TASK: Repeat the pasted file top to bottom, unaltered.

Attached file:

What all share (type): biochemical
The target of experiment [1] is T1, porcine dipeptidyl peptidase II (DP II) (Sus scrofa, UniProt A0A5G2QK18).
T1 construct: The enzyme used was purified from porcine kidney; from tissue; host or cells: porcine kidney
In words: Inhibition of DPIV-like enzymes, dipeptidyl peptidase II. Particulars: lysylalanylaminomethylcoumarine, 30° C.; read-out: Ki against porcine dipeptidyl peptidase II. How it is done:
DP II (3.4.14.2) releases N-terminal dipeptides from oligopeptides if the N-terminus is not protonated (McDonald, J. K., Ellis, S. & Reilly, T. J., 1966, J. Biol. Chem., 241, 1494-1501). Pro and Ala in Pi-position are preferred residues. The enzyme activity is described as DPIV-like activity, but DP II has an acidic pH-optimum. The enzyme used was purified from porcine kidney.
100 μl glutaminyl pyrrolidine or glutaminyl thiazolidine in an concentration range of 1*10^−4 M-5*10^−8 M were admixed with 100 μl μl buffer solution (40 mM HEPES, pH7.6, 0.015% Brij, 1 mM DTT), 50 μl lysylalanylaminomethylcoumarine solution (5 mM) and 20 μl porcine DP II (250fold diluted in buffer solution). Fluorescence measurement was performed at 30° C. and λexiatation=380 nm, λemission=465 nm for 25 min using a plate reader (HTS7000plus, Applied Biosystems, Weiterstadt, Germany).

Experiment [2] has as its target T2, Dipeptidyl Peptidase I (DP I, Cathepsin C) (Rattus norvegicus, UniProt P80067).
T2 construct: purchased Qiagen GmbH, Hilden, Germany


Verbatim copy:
What all share (type): biochemical
The target of experiment [1] is T1, porcine dipeptidyl peptidase II (DP II) (Sus scrofa, UniProt A0A5G2QK18).
T1 construct: The enzyme used was purified from porcine kidney; from tissue; host or cells: porcine kidney
In words: Inhibition of DPIV-like enzymes, dipeptidyl peptidase II. Particulars: lysylalanylaminomethylcoumarine, 30° C.; read-out: Ki against porcine dipeptidyl peptidase II. How it is done:
DP II (3.4.14.2) releases N-terminal dipeptides from oligopeptides if the N-terminus is not protonated (McDonald, J. K., Ellis, S. & Reilly, T. J., 1966, J. Biol. Chem., 241, 1494-1501). Pro and Ala in Pi-position are preferred residues. The enzyme activity is described as DPIV-like activity, but DP II has an acidic pH-optimum. The enzyme used was purified from porcine kidney.
100 μl glutaminyl pyrrolidine or glutaminyl thiazolidine in an concentration range of 1*10^−4 M-5*10^−8 M were admixed with 100 μl μl buffer solution (40 mM HEPES, pH7.6, 0.015% Brij, 1 mM DTT), 50 μl lysylalanylaminomethylcoumarine solution (5 mM) and 20 μl porcine DP II (250fold diluted in buffer solution). Fluorescence measurement was performed at 30° C. and λexiatation=380 nm, λemission=465 nm for 25 min using a plate reader (HTS7000plus, Applied Biosystems, Weiterstadt, Germany).

Experiment [2] has as its target T2, Dipeptidyl Peptidase I (DP I, Cathepsin C) (Rattus norvegicus, UniProt P80067).
T2 construct: purchased Qiagen GmbH, Hilden, Germany